As illustrated in Figure 1a, the sensor locations were coated with a polyethylene terephthalate (PET) film (5 × 4 cm) and the entire platform was sealed.

(a) Schematic of the different layers comprising the wearable platform applied to the skin surface; (b) image of wearable platform worn on palm; and (c) on the forearm.

Figure 1. (a) Schematic of the different layers comprising the wearable platform applied to the skin surface; (b) image of wearable platform worn on palm; and (c) on the forearm. Image Credit: Shetewi, et al. 2021

This study enlisted ten healthy participants (five females and five males, ages 20–45). On the days of sample collection, volunteers were not allowed to use scents or beauty products on their bodies.

The study’s goal and objective were explained to participants, and they were requested to provide informed written consent.

Consort diagram showing the flowchart for the different aspects of the participant study.

Scheme 1. Consort diagram showing the flowchart for the different aspects of the participant study. Image Credit: Finnegan, et al., 2022

Results and Discussion

The reaction behavior of sensor spots containing an integrated pH-sensitive dye as sensor spots worn just above the surface of the skin aiming for skin volatile emission, with the purpose of employing it to detect skin surface pH, was explored in this study.

To evaluate the dyes sensitivity to variations in pH over the necessary range, a test of the colorimetric response of produced BCG sol-gel solutions was carried out, as shown in Figure 2a.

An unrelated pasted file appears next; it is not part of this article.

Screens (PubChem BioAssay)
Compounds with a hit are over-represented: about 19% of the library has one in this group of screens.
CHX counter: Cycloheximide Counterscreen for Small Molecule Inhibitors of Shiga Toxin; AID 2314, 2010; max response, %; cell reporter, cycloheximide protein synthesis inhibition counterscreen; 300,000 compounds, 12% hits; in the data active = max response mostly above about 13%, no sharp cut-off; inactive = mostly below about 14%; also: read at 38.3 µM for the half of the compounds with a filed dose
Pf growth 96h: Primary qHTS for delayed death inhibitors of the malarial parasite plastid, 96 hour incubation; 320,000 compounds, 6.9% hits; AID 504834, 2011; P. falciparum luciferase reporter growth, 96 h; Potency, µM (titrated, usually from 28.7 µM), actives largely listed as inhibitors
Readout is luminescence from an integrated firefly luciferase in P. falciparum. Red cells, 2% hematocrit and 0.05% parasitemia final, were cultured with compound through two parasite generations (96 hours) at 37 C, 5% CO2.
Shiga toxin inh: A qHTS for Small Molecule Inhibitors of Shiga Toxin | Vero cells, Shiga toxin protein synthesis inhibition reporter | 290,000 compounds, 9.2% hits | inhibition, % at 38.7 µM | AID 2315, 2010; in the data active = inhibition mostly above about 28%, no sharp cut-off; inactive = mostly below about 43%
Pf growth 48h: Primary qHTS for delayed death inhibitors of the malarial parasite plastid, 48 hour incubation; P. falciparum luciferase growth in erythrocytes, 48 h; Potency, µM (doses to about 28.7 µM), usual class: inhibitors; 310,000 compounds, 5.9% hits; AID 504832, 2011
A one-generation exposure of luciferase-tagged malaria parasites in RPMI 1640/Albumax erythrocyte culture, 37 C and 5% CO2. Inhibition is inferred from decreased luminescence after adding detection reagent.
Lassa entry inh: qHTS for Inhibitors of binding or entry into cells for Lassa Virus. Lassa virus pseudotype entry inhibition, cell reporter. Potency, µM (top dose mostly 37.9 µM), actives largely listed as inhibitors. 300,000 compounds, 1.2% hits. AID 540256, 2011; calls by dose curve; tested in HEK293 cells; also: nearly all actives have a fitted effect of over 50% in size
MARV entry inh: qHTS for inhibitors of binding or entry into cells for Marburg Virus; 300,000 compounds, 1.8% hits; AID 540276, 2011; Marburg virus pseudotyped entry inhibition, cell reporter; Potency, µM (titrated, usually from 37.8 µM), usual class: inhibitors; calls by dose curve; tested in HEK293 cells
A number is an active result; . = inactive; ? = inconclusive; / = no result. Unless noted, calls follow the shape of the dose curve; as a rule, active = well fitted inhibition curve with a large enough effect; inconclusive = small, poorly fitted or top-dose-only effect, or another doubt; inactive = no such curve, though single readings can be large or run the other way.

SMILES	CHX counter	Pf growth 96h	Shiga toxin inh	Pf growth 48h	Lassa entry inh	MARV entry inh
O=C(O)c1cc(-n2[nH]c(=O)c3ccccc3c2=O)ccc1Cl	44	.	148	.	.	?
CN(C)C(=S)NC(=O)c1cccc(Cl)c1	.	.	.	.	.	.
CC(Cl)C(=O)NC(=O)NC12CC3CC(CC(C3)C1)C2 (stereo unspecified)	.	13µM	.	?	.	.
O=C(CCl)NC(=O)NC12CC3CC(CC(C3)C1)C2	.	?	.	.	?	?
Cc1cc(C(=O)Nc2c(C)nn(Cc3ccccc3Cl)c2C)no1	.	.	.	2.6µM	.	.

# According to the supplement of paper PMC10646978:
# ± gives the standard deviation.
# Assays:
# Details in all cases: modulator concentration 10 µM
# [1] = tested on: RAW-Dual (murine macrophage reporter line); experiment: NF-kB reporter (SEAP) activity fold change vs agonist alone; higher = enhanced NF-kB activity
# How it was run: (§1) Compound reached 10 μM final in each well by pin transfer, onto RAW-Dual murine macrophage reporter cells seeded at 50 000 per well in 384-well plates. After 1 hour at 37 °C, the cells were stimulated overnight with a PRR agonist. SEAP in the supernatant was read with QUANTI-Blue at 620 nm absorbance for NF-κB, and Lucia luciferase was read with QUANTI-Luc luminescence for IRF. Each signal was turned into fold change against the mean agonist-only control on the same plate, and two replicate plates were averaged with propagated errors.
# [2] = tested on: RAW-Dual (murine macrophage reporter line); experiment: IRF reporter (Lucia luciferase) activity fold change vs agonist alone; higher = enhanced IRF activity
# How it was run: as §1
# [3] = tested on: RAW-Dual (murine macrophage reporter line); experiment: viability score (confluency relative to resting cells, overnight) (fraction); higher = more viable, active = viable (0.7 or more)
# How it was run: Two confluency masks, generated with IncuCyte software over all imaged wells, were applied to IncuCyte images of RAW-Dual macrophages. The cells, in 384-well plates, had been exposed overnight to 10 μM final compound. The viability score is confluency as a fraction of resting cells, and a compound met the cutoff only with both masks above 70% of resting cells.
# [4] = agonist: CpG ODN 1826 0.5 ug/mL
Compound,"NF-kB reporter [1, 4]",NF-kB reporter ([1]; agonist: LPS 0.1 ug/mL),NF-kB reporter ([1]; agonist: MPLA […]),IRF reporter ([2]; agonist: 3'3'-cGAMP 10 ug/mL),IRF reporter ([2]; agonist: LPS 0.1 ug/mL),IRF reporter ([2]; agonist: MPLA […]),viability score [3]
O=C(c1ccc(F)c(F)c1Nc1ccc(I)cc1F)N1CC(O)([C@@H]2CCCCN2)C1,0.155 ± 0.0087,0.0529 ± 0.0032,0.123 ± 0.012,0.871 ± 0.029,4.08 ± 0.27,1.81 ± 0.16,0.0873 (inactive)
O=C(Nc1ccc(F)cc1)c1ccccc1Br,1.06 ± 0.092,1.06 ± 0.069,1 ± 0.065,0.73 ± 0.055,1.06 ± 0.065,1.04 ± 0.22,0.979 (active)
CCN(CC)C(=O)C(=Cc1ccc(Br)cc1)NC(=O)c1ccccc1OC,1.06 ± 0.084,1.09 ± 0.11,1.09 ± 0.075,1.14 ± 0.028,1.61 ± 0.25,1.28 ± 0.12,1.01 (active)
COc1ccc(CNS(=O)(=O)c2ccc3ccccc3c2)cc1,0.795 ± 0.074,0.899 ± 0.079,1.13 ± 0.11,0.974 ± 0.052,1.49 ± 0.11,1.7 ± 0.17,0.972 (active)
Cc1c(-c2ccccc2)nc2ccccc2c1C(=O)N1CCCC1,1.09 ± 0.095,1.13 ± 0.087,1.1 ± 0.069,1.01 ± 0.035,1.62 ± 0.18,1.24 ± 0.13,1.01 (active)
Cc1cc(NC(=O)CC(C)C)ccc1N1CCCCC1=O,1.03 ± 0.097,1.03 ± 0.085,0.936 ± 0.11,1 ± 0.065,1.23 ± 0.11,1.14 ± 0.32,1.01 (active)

(a) Image of BCG sol-gel solutions across the pH range 2.5–6.9, and (b) graph showing average ED response as a function of mass of ammonia (mg) added to the HS that the sensor was exposed to. Error bars represent standard deviation in ED response from n = 6 sensor spots on a single substrate.

Figure 2. (a) Image of BCG sol-gel solutions across the pH range 2.5–6.9, and (b) graph showing average ED response as a function of mass of ammonia (mg) added to the HS that the sensor was exposed to. Error bars represent standard deviation in ED response from n = 6 sensor spots on a single substrate. Image Credit: Finnegan, et al., 2022

As illustrated in Figure 2b, a quantitative ammonia calibration plot was created based on sensor ED response, in connection with ED response detected up to a mass of approximately 2.5 mg ammonia.

Figure 3a illustrates the average color of the BCG sensor spots after being worn on the skin by five different female and five different male subjects with various skin surface pHs.